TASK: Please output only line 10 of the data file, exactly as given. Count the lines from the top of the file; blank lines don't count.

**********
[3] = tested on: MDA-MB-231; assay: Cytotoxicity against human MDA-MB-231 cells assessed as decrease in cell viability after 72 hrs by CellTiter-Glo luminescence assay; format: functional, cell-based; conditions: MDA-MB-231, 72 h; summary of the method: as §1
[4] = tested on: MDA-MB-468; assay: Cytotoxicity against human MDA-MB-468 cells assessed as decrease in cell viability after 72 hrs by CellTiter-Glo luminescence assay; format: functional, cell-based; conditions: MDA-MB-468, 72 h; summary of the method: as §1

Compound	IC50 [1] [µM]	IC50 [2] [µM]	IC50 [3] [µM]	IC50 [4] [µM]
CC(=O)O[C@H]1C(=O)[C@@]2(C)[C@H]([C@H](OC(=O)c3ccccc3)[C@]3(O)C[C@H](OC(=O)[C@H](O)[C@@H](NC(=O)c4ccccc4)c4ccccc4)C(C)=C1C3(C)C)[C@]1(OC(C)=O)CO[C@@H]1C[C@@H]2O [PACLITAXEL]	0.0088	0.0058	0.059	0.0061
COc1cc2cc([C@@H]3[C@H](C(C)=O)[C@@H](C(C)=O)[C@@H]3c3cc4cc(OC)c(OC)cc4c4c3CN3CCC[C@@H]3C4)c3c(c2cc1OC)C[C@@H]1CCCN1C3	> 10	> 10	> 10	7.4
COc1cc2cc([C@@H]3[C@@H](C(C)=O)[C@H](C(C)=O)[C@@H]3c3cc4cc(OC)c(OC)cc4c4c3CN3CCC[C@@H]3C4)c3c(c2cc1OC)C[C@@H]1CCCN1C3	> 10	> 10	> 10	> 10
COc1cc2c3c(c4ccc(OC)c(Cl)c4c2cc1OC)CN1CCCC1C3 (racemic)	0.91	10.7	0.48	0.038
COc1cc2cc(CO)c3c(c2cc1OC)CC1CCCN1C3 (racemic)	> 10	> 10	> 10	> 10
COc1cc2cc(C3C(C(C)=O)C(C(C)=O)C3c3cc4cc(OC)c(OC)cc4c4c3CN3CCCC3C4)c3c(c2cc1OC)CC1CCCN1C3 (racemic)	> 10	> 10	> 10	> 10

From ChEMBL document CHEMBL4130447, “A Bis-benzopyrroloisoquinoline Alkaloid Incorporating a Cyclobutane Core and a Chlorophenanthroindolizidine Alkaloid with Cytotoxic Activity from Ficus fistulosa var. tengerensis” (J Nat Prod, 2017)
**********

From ChEMBL document CHEMBL4130447, “A Bis-benzopyrroloisoquinoline Alkaloid Incorporating a Cyclobutane Core and a Chlorophenanthroindolizidine Alkaloid with Cytotoxic Activity from Ficus fistulosa var. tengerensis” (J Nat Prod, 2017)